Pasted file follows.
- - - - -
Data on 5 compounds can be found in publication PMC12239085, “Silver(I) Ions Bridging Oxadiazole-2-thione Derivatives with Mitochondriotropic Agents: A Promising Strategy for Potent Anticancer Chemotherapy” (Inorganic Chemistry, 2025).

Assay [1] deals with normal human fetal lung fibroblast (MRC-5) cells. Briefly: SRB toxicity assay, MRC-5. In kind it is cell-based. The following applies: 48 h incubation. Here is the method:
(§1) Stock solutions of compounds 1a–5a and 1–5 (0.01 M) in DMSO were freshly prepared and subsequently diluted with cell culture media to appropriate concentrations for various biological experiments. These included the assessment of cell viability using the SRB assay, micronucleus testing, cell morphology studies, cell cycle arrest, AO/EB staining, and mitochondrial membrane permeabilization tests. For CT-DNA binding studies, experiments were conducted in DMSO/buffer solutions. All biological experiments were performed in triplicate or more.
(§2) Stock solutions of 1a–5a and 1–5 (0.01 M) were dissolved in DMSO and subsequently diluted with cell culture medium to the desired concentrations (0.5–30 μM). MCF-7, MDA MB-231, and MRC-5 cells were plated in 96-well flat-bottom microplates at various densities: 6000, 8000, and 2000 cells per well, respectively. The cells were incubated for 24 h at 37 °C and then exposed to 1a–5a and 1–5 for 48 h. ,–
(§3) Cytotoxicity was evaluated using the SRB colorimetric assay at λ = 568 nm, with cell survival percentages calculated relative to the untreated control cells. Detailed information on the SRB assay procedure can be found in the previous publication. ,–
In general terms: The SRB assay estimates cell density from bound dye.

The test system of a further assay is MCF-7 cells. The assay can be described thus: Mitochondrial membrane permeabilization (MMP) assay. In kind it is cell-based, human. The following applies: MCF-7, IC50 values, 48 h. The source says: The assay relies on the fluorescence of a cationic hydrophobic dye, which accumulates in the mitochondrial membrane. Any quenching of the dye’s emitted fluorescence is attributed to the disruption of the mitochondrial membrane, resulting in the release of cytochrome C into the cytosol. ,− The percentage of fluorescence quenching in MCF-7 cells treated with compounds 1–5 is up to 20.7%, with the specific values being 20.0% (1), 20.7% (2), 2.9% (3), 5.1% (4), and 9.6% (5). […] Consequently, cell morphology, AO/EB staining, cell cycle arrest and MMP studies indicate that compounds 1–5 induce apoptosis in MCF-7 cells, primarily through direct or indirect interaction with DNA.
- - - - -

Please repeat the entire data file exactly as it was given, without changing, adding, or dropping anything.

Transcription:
Data on 5 compounds can be found in publication PMC12239085, “Silver(I) Ions Bridging Oxadiazole-2-thione Derivatives with Mitochondriotropic Agents: A Promising Strategy for Potent Anticancer Chemotherapy” (Inorganic Chemistry, 2025).

Assay [1] deals with normal human fetal lung fibroblast (MRC-5) cells. Briefly: SRB toxicity assay, MRC-5. In kind it is cell-based. The following applies: 48 h incubation. Here is the method:
(§1) Stock solutions of compounds 1a–5a and 1–5 (0.01 M) in DMSO were freshly prepared and subsequently diluted with cell culture media to appropriate concentrations for various biological experiments. These included the assessment of cell viability using the SRB assay, micronucleus testing, cell morphology studies, cell cycle arrest, AO/EB staining, and mitochondrial membrane permeabilization tests. For CT-DNA binding studies, experiments were conducted in DMSO/buffer solutions. All biological experiments were performed in triplicate or more.
(§2) Stock solutions of 1a–5a and 1–5 (0.01 M) were dissolved in DMSO and subsequently diluted with cell culture medium to the desired concentrations (0.5–30 μM). MCF-7, MDA MB-231, and MRC-5 cells were plated in 96-well flat-bottom microplates at various densities: 6000, 8000, and 2000 cells per well, respectively. The cells were incubated for 24 h at 37 °C and then exposed to 1a–5a and 1–5 for 48 h. ,–
(§3) Cytotoxicity was evaluated using the SRB colorimetric assay at λ = 568 nm, with cell survival percentages calculated relative to the untreated control cells. Detailed information on the SRB assay procedure can be found in the previous publication. ,–
In general terms: The SRB assay estimates cell density from bound dye.

The test system of a further assay is MCF-7 cells. The assay can be described thus: Mitochondrial membrane permeabilization (MMP) assay. In kind it is cell-based, human. The following applies: MCF-7, IC50 values, 48 h. The source says: The assay relies on the fluorescence of a cationic hydrophobic dye, which accumulates in the mitochondrial membrane. Any quenching of the dye’s emitted fluorescence is attributed to the disruption of the mitochondrial membrane, resulting in the release of cytochrome C into the cytosol. ,− The percentage of fluorescence quenching in MCF-7 cells treated with compounds 1–5 is up to 20.7%, with the specific values being 20.0% (1), 20.7% (2), 2.9% (3), 5.1% (4), and 9.6% (5). […] Consequently, cell morphology, AO/EB staining, cell cycle arrest and MMP studies indicate that compounds 1–5 induce apoptosis in MCF-7 cells, primarily through direct or indirect interaction with DNA.